Hideo Sekigawa’s Hiroshima has somewhat languished in obscurity for unfathomable reasons. For sure, the 1950s was a decade packed with masterpieces from Japan (Ugetsu, Ikiru, Life of Oharu, Tokyo Story, Seven Samurai etc, etc, etc), but Sekigawa’s sombre, sober examination of the day that effectively ended Japan’s war is by no means a lesser work.
Hiroshima examines the bombing of the city on 6 August 1945 and the immediate aftermath, following the members of the Endo family as they pick their way through the burning wreckage. The depiction of that fateful day is bookended by contemporary scenes of a schoolteacher going over the ‘flash bang’ with his class. Many of the children are survivors of the initial blast but are now being felled by leukaemia, or the ‘A-bomb disease’. The story also catches up with the son of the Endo family seven years on, now grown into a haunted young man.
Filmed in some of the remaining ruins using actual survivors of the atrocity (known as Hibakusha), Hiroshima is a vivid, intense and harrowing experience with a documentary eye for its horrors that puts it in the league of punishing classics like Mick Jackson‘s Threads or Peter Watkins‘ The War Game. Despite decades of accrued desensitisation thanks to instant reportage of every human tragedy, it’s still difficult viewing. The blast itself is shown in silence as a brief series of quick cuts that give way to obliterating white light. It’s a chilling and artful way of showing the instantaneous carnage; a prosperous city one second, a massive charnel house the next. As much horror is evoked by the sound design as the visuals. The sound is a disorientating barrage of screams and wails, punctuated by the cries of babies and embellished by a choral score of aching mournfulness.
The scenes in the present are less instantly horrendous, but still powerful. From a dying schoolgirl listing the symptoms of her leukaemia to her classmates, to the homeless children who have taught themselves the word ‘hun-ga-ri’ to yell at occupying soldiers for morsels of food. Behind the scenes clashes between governmental forces driven by ideology and pragmatic scientists will also likely cause a shiver of recognition given our current situation. There are a few narrative missteps, such as an implication that the bombing itself is going to be recollected by the sick schoolgirl; a small piece of sloppy editing perhaps more than anything else. It also gives way to sentiment in a few places, when its strength is in its otherwise unflinching, realist approach.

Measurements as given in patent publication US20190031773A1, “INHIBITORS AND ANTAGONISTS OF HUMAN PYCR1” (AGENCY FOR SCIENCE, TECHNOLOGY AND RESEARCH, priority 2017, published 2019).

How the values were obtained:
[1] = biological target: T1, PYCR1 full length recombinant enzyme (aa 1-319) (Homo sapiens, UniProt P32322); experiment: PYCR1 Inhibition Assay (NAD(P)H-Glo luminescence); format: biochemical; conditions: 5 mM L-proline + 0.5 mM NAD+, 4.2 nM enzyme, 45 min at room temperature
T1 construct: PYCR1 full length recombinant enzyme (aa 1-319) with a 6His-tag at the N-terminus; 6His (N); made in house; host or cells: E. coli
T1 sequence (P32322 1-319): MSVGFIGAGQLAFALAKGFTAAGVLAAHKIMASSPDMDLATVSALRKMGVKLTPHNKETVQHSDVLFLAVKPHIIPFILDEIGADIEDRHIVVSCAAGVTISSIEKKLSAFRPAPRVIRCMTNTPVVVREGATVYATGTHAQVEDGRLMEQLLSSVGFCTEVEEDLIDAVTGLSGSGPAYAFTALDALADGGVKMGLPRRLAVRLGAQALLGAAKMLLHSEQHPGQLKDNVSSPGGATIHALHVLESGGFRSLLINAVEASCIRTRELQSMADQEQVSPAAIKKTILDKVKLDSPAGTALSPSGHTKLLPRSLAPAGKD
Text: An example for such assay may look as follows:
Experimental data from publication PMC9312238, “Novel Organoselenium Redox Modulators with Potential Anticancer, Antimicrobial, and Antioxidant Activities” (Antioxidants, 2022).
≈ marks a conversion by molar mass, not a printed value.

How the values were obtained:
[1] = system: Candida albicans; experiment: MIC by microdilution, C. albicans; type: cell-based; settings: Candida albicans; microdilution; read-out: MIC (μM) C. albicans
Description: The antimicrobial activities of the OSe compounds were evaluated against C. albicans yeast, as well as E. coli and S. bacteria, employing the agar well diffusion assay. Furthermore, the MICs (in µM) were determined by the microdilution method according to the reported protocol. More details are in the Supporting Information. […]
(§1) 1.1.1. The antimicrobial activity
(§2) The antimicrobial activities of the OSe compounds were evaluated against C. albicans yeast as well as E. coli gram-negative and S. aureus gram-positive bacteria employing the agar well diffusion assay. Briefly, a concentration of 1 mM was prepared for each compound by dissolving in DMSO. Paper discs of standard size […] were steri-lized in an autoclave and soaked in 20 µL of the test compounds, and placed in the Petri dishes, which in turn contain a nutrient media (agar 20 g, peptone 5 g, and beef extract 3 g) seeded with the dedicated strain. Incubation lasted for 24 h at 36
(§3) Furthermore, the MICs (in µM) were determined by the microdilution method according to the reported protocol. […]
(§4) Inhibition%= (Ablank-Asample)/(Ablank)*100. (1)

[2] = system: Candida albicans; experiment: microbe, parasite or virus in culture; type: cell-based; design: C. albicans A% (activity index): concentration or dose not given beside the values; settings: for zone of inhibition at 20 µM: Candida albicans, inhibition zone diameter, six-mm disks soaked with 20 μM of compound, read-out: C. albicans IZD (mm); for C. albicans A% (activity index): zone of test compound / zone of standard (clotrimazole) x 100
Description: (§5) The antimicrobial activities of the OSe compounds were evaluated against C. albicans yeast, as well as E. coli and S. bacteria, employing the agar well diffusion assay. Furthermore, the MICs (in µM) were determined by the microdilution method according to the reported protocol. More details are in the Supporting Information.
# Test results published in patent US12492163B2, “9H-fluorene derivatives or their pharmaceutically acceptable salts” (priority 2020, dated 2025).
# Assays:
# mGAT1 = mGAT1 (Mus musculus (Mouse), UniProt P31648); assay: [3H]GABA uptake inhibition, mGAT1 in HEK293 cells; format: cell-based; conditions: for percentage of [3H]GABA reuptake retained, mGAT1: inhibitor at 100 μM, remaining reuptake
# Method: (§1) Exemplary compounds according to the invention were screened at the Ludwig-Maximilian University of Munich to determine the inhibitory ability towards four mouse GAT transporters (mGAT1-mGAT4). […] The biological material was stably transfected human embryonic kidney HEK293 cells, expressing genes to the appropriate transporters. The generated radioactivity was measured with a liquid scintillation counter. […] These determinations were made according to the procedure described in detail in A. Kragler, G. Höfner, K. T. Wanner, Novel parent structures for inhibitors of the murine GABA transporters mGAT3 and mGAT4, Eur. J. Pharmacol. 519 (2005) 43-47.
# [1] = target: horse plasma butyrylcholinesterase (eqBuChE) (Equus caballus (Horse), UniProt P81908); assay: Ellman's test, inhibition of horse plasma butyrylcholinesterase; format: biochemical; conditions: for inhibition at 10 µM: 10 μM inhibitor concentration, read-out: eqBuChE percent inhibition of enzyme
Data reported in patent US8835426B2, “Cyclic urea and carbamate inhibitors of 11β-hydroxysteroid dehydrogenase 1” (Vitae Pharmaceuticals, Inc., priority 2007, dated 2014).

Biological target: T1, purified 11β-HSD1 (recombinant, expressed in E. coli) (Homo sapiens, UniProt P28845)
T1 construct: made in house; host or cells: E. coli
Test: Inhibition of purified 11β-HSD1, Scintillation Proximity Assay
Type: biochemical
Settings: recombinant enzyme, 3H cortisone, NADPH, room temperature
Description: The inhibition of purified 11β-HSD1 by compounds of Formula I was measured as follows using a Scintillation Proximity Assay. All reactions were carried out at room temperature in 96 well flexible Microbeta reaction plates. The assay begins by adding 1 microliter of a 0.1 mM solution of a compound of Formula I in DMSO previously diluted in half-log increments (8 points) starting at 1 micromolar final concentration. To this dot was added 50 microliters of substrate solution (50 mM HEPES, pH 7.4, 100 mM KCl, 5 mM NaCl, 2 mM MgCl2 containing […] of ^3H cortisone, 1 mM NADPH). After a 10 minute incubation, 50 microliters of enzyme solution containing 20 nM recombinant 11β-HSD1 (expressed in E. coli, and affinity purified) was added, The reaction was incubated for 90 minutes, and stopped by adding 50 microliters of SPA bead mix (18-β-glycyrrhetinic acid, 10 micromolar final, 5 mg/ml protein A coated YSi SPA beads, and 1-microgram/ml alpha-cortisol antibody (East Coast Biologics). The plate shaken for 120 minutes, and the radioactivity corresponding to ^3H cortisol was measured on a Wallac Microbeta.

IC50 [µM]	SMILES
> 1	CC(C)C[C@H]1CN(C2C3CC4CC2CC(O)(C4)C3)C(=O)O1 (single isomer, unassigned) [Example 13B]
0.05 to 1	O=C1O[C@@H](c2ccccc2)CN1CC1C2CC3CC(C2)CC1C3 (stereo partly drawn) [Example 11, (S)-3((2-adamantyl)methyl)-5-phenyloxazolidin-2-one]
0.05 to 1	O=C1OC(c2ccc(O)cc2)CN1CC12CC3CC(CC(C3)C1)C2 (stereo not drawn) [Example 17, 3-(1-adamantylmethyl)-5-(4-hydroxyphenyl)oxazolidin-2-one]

The genesis of the film is interesting in itself. It was the second time in the space of a year that the book, Children of the Atomic Bomb was adapted for the screen. The first, as Children of Hiroshima by Kaneto Shindô (a resident of the city for his entire 100 years) angered the studio as it was a straight retelling with no polemical angle. Sekigawa’s version is fuelled both by understandable anti-American rage and a near paranoiac wrestling with Japan’s own intense nationalistic tendencies lest such an apocalypse ever be brought to their shores again. It also features some actors who would go on to be recognisable faces: Eiji Okada who plays the schoolteacher would go on to woo Emmanuelle Riva in Alain Resnais‘ Hiroshima Mon Amour, while Isuzu Yamada would manipulate Toshirô Mifune to murder in Kurosawa’s Throne of Blood.
Japanese cinema would soon find a new, more oblique and palatable way of reckoning with its intense trauma; 1954 saw the release of Ishirô Honda‘s Godzilla. Not only was it a potent metaphor for the nuclear age, its worldwide success could be seen as symbolic of the new global, capitalist force Japan soon became. But on its own terms Hiroshima is still hugely powerful as an attempt to communicate a profoundly unspeakable act. So soon after the event, it’s a surgeon’s finger pressed into a fresh wound, but this ensures its potency remains.
Available on Blu-ray from Mon 13 Jul 2020